The best kind of vacation is the sort of vacation that really makes you appreciate what you already have.
Yesterday morning I put on my big sun hat and went up to St. John’s to watch the Greenpeace protest. It was with an equal blend of civic duty and curiosity. I brought a big jug of ice water and finished my morning coffee there as I marveled at the people’s pluck. All of this was going down — fittingly — in front of the Water Pollution Control Laboratory.
From where I sat on the bank it was impossible to really see the climbers, though variation in their set up was apparent. Some clearly had platforms, much to my relief (the scant coverage I had glanced at led one to believe they were just free-floating up there, dangling bodily in space).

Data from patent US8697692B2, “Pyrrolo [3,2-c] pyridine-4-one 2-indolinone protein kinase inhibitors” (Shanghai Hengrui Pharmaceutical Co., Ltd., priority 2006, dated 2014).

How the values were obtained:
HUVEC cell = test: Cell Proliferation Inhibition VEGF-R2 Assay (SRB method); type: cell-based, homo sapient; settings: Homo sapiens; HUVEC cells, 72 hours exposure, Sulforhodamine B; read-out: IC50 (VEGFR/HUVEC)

Luke Strandquist, a Greenpeace activist interviewed by our local CBS affiliate (from his cell phone, whilst dangling from the bridge,) indicated everyone involved was an experienced climber. Some of them had hammocks, some had platforms and some were just on chairs.
I’m not entirely sure how their resupply-ing was accomplished — I know they themselves had supplies in their gear, but there was also talk on Twitter of their being resupplied in some mysterious capacity. Which is a good thing, because while you can compact calories to a certain extent, water is very heavy, and goes very quickly on a hot day like that.